TDECU will guide you through available insurance coverage to help secure your home. We are here to help you understand what is and is not covered on your insurance policy and help you get the coverage you need to ensure the safety of you and your family.
Here Are Some Additional Tips to Keep in Mind for This Season
- Stay informed by listening to your local news channels for important updates. You can also download the FEMA app to receive real-time alerts from the National Weather Service. Be aware of the Emergency Alert System in your area.
- Have a plan ready in the event evacuation is necessary. Be sure to turn off all utilities and follow community disaster preparedness plans. Visit Ready.gov for more information.
- Secure the exterior of your home by trimming large trees and shrubs. Bring outside patio furniture, potted plants, and toys inside.
- Protect windows and doors with appropriate shutters or nail pieces of plywood to window frames.
- Make sure you have your belongings documented by taking pictures and/or videos of them.
- Move cars to higher ground. Avoid parking under trees, power lines, and low-lying areas.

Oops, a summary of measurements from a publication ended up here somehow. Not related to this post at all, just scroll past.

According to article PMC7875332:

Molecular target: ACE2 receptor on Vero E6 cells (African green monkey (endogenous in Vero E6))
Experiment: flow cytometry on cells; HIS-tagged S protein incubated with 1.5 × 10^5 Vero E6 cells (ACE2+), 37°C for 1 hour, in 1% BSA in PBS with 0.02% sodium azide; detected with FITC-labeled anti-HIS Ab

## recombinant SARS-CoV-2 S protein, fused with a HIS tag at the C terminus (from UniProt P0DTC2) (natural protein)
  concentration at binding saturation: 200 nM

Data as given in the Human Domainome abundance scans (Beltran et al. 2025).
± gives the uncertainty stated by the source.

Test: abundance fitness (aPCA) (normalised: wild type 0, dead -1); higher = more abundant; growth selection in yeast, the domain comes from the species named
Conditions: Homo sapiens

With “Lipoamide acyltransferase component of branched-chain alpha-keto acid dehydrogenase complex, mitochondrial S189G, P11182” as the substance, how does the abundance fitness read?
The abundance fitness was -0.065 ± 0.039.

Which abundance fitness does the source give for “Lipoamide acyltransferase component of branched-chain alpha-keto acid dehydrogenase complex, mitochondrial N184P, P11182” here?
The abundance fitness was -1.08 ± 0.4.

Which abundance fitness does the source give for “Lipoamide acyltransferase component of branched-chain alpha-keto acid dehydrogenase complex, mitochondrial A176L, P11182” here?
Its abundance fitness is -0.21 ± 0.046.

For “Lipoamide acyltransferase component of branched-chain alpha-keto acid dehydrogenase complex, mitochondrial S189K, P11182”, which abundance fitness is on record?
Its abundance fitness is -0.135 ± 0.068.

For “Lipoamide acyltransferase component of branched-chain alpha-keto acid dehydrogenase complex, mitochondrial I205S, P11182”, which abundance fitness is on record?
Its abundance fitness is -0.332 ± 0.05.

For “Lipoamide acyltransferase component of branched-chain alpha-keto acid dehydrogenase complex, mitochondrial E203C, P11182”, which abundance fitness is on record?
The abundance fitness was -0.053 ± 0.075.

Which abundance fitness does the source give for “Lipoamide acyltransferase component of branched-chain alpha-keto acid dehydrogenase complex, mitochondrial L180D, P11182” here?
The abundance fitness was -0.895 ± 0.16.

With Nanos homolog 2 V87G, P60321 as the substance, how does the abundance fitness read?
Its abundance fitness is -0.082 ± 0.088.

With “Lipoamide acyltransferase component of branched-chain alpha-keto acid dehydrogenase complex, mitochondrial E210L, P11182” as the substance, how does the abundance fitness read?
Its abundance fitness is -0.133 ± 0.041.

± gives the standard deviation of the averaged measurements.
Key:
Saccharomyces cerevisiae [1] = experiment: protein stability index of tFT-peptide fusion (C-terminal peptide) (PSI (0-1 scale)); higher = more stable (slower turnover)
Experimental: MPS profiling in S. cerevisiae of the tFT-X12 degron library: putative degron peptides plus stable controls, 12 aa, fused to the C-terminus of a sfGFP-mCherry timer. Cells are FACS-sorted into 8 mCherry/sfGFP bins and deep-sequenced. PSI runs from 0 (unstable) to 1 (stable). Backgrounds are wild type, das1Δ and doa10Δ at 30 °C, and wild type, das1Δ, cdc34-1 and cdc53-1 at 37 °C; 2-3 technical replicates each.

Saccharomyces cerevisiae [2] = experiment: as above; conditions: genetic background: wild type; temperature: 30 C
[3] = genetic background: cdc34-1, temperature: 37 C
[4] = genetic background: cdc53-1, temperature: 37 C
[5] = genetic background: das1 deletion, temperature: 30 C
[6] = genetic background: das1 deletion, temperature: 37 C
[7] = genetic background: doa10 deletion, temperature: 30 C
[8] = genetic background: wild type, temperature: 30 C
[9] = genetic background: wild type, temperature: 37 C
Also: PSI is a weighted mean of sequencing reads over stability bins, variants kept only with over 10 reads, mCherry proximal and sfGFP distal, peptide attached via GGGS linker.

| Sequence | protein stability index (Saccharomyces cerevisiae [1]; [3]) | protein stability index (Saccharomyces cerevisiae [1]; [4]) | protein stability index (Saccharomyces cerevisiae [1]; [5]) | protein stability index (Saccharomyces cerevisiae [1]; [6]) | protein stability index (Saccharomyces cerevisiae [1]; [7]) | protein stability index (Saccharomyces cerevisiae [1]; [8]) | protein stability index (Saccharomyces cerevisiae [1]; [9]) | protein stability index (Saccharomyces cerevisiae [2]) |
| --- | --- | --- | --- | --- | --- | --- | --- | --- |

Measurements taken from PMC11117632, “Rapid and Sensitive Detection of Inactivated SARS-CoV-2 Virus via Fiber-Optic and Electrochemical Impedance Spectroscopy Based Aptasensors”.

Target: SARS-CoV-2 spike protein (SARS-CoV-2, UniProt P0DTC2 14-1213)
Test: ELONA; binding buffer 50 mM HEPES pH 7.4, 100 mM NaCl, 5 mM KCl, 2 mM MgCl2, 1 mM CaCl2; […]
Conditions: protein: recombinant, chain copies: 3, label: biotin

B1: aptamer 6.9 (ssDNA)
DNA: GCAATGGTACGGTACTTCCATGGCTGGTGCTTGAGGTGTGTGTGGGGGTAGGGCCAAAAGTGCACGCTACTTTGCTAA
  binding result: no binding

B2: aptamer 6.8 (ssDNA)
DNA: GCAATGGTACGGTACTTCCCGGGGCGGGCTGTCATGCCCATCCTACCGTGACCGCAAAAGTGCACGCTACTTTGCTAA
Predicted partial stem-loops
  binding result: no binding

- Fill your car’s gas tank, make sure your cell phones are charged, purchase backup charging devices to power your electronics, test your generator and have plenty of fuel ready in case of power outages.
- Make sure your insurance policies and personal documents are up to date. Make copies and keep them in a secure password-protected digital space, if possible.
- Prepare an emergency kit with flashlights, portable radio, extra batteries, non-perishable food, bottled water, cash, blankets, clothing, and toiletries.
- Have enough supplies for your household, including medication, disinfectant supplies, masks, and pet supplies.
- Identify a shelter room within your home. This area should be on the first floor in the central part of the house with no windows.
- Never drive into water - Turn around. Don't drown.